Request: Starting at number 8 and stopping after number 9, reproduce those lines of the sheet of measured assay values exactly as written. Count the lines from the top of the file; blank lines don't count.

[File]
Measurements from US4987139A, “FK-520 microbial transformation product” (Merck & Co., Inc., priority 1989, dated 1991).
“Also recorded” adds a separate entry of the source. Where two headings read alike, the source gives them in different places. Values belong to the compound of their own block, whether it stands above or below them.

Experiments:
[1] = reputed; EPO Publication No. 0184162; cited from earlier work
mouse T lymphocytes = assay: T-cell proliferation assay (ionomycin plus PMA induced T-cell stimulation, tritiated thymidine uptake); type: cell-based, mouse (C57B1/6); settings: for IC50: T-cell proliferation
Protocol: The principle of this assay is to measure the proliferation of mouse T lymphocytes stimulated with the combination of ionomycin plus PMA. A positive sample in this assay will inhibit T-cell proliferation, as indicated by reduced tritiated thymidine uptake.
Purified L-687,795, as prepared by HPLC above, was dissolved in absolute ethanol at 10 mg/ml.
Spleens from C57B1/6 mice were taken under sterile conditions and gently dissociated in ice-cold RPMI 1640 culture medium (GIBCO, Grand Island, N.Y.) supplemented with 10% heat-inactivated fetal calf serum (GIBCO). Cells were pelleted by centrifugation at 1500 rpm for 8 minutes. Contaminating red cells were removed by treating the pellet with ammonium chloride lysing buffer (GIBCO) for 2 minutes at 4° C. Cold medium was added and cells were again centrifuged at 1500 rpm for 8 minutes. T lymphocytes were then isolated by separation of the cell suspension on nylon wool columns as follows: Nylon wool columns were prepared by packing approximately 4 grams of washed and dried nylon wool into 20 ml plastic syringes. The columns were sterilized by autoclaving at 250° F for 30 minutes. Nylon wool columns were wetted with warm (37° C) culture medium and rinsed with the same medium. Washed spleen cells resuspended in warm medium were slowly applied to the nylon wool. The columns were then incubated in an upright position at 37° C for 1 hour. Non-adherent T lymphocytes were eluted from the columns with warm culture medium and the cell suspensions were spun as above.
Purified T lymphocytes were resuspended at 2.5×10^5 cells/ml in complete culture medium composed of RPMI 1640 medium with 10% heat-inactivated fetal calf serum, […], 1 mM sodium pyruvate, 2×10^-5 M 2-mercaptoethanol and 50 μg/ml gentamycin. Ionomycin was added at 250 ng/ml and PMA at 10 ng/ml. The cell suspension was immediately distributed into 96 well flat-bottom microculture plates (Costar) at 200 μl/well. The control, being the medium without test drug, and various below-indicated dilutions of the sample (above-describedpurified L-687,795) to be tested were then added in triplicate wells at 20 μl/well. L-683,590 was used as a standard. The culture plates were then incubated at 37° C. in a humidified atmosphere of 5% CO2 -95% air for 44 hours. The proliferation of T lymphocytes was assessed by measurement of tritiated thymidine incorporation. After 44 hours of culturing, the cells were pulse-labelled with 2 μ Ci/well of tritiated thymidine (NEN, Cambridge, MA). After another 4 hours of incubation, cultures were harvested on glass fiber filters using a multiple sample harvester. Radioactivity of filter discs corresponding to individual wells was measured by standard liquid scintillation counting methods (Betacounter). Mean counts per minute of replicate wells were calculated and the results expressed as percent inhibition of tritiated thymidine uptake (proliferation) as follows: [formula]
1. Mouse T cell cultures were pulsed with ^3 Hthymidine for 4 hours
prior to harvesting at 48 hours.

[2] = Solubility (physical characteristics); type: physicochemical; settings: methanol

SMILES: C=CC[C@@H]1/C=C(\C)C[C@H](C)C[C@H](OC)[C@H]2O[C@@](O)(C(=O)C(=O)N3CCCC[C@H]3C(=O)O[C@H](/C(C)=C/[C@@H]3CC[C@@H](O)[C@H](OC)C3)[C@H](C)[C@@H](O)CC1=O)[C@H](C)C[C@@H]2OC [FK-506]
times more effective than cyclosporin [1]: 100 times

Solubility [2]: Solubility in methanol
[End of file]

Spleens from C57B1/6 mice were taken under sterile conditions and gently dissociated in ice-cold RPMI 1640 culture medium (GIBCO, Grand Island, N.Y.) supplemented with 10% heat-inactivated fetal calf serum (GIBCO). Cells were pelleted by centrifugation at 1500 rpm for 8 minutes. Contaminating red cells were removed by treating the pellet with ammonium chloride lysing buffer (GIBCO) for 2 minutes at 4° C. Cold medium was added and cells were again centrifuged at 1500 rpm for 8 minutes. T lymphocytes were then isolated by separation of the cell suspension on nylon wool columns as follows: Nylon wool columns were prepared by packing approximately 4 grams of washed and dried nylon wool into 20 ml plastic syringes. The columns were sterilized by autoclaving at 250° F for 30 minutes. Nylon wool columns were wetted with warm (37° C) culture medium and rinsed with the same medium. Washed spleen cells resuspended in warm medium were slowly applied to the nylon wool. The columns were then incubated in an upright position at 37° C for 1 hour. Non-adherent T lymphocytes were eluted from the columns with warm culture medium and the cell suspensions were spun as above.
Purified T lymphocytes were resuspended at 2.5×10^5 cells/ml in complete culture medium composed of RPMI 1640 medium with 10% heat-inactivated fetal calf serum, […], 1 mM sodium pyruvate, 2×10^-5 M 2-mercaptoethanol and 50 μg/ml gentamycin. Ionomycin was added at 250 ng/ml and PMA at 10 ng/ml. The cell suspension was immediately distributed into 96 well flat-bottom microculture plates (Costar) at 200 μl/well. The control, being the medium without test drug, and various below-indicated dilutions of the sample (above-describedpurified L-687,795) to be tested were then added in triplicate wells at 20 μl/well. L-683,590 was used as a standard. The culture plates were then incubated at 37° C. in a humidified atmosphere of 5% CO2 -95% air for 44 hours. The proliferation of T lymphocytes was assessed by measurement of tritiated thymidine incorporation. After 44 hours of culturing, the cells were pulse-labelled with 2 μ Ci/well of tritiated thymidine (NEN, Cambridge, MA). After another 4 hours of incubation, cultures were harvested on glass fiber filters using a multiple sample harvester. Radioactivity of filter discs corresponding to individual wells was measured by standard liquid scintillation counting methods (Betacounter). Mean counts per minute of replicate wells were calculated and the results expressed as percent inhibition of tritiated thymidine uptake (proliferation) as follows: [formula]